You can also start removing and packing the lighter components. The RAM and CPU of most computers are well-attached to the motherboard with tight clips. But, if your specific model is much heavier than typical RAMs and CPUs, consider removing them. Store them in separate bags and label them accordingly to prepare them for packing.

Step 4: Secure anything that can move around


Secure the heavy power cable plugs, HDMI connectors, and any power cables inside the CPU that you can’t unplug with cable ties. 

This step ensures they won’t get trapped inside and pull any capacitor or transistor on your motherboard. Securing all the cables or parts that can move around properly can prevent damage to your computer parts, even at the car’s sharp turn or bumps on the road. 

Step 5: Start packing


Wrap your CPU cooler and tower with old towels or clothing to reduce shock and physical damage. If you have some, you can also use bubble wrap or any air-filled plastic wrap. Use packaging tape to pack up the entire CPU case. 

Then, turn your attention to the items stored in separate bags and wrap each of them individually. Lastly, cover the monitor with more clothing to ensure the screen won’t get damaged during transport.

Step 6: Store the parts in boxes


Put your CPU case inside its box and ensure it fits snugly. If it has more space, try to place the monitor inside the same box. Otherwise, use another large box for your monitor. Next, store all wrapped component bags in one box. It’s best to group the cables and components and label them properly to avoid confusion during assembly.

Step 7: Handling transport


Packing and loading your PC for the road is the trickiest part of the task. When loading your PC on your vehicle, put the boxes behind the passenger seat to reduce their wiggle room. During the drive, maintain a steady speed and keep the right as smooth as possible. Ideally, avoid bumpy roads and large humps on the road to prevent damaging the components.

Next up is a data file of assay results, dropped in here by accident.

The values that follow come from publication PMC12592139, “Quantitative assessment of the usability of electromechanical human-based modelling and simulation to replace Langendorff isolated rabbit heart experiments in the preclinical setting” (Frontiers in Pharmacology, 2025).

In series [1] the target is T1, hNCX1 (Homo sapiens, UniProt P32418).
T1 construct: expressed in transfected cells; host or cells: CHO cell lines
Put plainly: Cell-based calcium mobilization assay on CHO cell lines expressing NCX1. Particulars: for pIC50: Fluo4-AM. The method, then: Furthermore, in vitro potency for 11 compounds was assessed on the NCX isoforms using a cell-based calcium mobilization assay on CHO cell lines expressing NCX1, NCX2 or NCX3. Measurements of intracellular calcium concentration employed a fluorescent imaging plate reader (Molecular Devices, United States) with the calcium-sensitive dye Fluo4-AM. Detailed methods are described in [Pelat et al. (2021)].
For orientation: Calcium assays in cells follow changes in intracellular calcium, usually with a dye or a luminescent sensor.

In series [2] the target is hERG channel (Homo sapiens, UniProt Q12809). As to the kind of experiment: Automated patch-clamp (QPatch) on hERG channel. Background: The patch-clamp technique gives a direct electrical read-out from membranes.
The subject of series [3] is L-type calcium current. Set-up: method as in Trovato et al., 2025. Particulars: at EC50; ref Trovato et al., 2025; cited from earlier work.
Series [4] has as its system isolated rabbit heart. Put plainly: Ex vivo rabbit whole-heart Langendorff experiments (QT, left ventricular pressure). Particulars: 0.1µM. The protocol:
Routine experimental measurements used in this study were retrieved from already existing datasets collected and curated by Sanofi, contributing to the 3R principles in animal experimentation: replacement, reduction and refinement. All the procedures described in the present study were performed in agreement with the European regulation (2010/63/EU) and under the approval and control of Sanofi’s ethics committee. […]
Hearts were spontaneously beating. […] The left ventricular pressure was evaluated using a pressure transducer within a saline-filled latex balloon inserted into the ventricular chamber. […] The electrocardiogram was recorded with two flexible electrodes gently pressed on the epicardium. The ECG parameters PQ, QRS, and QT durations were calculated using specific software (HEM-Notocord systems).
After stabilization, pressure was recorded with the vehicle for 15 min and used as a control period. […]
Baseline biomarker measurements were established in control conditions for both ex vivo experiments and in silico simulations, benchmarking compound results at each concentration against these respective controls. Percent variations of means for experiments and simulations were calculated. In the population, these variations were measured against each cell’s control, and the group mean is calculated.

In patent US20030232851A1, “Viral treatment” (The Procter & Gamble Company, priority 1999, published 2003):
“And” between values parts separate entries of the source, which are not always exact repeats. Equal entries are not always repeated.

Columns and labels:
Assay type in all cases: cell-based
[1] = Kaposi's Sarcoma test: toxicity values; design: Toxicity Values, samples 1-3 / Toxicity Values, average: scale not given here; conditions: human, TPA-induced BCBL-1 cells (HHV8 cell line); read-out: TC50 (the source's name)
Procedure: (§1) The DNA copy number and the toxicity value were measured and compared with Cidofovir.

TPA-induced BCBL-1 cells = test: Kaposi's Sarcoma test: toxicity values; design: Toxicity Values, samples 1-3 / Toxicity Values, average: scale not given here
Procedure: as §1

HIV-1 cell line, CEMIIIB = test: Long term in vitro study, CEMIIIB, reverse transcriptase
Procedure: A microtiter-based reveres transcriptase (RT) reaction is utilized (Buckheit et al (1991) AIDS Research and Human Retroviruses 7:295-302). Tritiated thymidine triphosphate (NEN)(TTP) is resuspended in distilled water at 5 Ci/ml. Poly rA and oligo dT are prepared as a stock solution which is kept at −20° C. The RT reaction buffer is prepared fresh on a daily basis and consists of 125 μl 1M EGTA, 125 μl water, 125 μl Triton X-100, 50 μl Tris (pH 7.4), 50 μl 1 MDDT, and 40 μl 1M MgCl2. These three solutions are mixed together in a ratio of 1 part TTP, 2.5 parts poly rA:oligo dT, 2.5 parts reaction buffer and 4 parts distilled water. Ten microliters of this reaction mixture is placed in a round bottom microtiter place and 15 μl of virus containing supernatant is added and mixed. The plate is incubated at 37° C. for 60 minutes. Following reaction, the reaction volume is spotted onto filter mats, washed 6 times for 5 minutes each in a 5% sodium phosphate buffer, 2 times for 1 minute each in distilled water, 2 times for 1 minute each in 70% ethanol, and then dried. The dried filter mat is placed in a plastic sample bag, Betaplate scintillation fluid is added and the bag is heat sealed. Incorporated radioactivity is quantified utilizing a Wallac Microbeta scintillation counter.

Get your PC transport-ready!

Computer components are delicate and may endure damage from poor handling, disassembly, and reassembly. You can save time in disassembling and packaging your PC properly with the help of removalists

At Airtasker, you can find many computer technicians and assembly experts who can dismantle, repair, clean, and reassemble your PC and have it working in no time. Just put up a task for a PC removal service on the platform, and you’ll have plenty of Taskers reaching out and offering to do the job for you.

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FAQs about packing and transporting a PC

The best way to transport a PC is to disassemble all heavy components and consider removing delicate parts. Then, place them in individual bags for protection. Lastly, wrap these bags in old towels to reduce denting and physical damage. Store larger boxes before smaller ones in the car, and do not stack them.

Disassemble your computer parts and store them in bags covered in old towels and clothes. Then, secure them in boxes properly. The towels and void fillers ensure your computer’s components wouldn’t endure much physical damage even as they wiggle inside during the drive, especially if you have to travel through bumpy roads during long-distance travel.

Wrap your monitor in old towels or bubble wrap and secure it with packing tape to reduce the risk of screen damage. You can fit your monitor and CPU together in a single box. If not, use a large box to store your 24-inch monitor safely and fill the box with packing paper or sheets to keep it from shifting around. 

It is ideal to disassemble your computer before you load it and transport it when moving. The loose components and cables inside the system may come off quickly and cause damage to other internal parts during the move. Packing the parts using bags and cloth wrappings ensures each piece is in good condition and reduces any risk of electric or physical damage during the trip.